Alex Eckelberry has the details.
After 4 years and 2 months, Julie Amero is now free.
You’ll recall that Julie Amero was convicted of 4 felony counts, each count carrying a maximum of 10 years, for exposing school children to pornography.
The reality is that Julie, a 40–year old, pregnant substitute teacher, found herself in a storm of popups and didn’t have any idea as to what was going on, or how to fix the situation.
There were numerous technical errors made during the trial, and I led a team of forensic investigators into analyzing a copy of the hard drive. We ultimately published a report which was used in Julie’s original conviction being overturned, for a new trial last June (I am seeing if I can get the report published).
This afternoon, at an empty Norwich Superior Court, Julie pled to the misdemeanor charge of disorderly conduct, in a deal negotiated by her pro-bono attorney, William Dow.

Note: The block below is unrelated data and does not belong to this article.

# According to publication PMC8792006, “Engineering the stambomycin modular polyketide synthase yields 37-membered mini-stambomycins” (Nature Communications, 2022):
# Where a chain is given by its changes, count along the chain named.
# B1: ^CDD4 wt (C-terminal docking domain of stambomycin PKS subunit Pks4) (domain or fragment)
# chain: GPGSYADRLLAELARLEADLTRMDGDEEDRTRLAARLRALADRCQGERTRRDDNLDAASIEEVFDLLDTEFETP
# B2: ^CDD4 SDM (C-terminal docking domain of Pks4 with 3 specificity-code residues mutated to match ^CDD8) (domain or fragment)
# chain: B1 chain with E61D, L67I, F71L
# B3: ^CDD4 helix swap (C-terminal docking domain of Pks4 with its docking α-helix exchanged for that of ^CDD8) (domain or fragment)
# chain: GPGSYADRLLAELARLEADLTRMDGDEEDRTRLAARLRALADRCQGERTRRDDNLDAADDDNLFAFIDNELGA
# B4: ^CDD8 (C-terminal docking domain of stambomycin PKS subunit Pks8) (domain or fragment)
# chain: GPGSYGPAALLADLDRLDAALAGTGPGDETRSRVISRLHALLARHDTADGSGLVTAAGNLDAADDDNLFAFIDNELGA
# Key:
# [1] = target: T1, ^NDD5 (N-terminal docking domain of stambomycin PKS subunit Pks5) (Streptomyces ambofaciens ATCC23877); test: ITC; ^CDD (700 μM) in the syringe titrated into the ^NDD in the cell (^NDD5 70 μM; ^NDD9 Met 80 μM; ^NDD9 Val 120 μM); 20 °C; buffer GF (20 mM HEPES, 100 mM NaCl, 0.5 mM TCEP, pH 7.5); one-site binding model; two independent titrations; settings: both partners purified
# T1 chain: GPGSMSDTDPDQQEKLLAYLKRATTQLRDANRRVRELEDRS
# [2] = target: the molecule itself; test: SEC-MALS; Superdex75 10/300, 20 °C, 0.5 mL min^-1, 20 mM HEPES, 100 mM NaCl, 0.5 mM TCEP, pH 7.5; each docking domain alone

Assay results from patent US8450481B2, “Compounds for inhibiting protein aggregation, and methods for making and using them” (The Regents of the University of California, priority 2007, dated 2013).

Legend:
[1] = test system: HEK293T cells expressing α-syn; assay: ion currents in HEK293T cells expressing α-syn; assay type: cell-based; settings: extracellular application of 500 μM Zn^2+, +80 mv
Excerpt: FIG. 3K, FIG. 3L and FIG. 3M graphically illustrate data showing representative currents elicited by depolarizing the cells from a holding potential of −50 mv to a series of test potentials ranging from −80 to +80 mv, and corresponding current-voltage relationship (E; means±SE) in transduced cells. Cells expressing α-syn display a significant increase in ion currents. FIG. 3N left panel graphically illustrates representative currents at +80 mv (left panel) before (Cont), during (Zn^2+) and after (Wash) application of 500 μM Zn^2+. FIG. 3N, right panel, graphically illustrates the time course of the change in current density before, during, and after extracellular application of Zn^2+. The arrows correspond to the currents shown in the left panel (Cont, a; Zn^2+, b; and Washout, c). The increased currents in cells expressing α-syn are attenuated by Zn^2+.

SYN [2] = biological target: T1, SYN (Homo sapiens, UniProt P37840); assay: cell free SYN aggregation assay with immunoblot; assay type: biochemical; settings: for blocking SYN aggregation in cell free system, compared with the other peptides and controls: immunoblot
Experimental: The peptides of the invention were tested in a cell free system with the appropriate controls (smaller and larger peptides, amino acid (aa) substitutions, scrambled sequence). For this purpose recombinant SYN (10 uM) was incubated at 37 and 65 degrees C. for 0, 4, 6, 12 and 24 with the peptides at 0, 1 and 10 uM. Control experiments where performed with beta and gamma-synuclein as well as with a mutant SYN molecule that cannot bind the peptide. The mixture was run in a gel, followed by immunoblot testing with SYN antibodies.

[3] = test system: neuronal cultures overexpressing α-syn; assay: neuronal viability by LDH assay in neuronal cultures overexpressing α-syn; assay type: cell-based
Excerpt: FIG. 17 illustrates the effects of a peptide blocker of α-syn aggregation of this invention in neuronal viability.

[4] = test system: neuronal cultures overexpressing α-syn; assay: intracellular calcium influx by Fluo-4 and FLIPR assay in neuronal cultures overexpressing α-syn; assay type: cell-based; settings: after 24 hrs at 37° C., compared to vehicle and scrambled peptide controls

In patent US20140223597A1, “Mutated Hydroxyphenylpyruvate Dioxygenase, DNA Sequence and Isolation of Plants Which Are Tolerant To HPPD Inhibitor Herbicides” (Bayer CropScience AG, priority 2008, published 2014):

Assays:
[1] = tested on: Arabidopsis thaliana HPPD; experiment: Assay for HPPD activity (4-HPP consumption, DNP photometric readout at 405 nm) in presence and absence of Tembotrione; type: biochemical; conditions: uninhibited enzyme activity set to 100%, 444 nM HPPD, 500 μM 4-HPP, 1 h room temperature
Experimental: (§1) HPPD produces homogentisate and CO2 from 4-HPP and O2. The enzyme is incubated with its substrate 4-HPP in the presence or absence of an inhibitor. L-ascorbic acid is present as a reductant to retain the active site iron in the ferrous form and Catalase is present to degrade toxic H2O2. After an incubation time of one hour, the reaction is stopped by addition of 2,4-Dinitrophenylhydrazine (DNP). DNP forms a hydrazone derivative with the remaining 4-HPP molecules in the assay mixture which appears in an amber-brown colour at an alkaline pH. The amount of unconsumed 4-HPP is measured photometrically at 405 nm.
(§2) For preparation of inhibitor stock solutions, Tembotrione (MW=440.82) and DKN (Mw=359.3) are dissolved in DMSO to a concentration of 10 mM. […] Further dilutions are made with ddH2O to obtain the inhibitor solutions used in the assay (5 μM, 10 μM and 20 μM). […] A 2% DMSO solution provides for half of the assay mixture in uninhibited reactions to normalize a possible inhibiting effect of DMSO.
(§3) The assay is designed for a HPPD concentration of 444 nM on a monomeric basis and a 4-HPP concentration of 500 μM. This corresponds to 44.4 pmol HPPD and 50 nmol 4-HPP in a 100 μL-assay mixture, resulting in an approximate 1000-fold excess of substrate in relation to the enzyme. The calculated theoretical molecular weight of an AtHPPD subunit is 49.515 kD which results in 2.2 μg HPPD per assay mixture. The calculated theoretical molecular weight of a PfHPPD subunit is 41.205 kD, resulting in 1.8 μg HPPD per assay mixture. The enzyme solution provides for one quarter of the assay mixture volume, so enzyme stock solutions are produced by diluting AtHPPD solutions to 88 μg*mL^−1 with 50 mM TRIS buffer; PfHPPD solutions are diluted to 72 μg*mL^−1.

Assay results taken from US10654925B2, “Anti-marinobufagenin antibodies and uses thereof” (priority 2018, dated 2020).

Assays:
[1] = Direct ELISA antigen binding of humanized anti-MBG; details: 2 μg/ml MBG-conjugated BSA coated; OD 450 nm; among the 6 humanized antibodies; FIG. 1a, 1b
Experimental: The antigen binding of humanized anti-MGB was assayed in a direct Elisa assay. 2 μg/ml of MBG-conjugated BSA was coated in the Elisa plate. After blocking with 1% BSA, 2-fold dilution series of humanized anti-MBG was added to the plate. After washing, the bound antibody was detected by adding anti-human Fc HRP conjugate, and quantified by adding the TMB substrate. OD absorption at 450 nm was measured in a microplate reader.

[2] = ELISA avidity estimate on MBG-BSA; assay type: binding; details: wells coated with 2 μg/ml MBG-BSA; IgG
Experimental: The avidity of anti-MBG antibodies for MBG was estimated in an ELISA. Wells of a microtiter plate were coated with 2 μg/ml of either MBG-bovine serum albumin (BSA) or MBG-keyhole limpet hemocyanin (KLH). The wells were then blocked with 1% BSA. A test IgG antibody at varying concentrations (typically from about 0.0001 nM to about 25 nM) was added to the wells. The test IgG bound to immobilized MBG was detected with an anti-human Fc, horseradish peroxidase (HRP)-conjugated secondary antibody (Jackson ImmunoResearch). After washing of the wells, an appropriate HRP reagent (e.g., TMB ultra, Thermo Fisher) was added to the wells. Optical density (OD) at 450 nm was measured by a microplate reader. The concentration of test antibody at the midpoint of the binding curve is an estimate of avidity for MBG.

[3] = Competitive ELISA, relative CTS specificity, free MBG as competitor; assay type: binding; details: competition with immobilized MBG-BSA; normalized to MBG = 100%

Her fine was a $100 charge, and her Connecticut teaching credentials are revoked (Julie told me she really doesn’t care, that she has no plans ever to teach in that state again).
Brain Krebs has background on Julie’s case here.
The fact the Julie was convicted of anything is sad testament to judicial system. She was put into a no win situation by a school system that failed to take the most basic risk mitigation steps and by investigators and prosecutors who don’t understand technology or malware. If not for the efforts of Mr. Eckelberry and others in the anti-malware industry Ms. Aremo would undoubtedly be in prison today.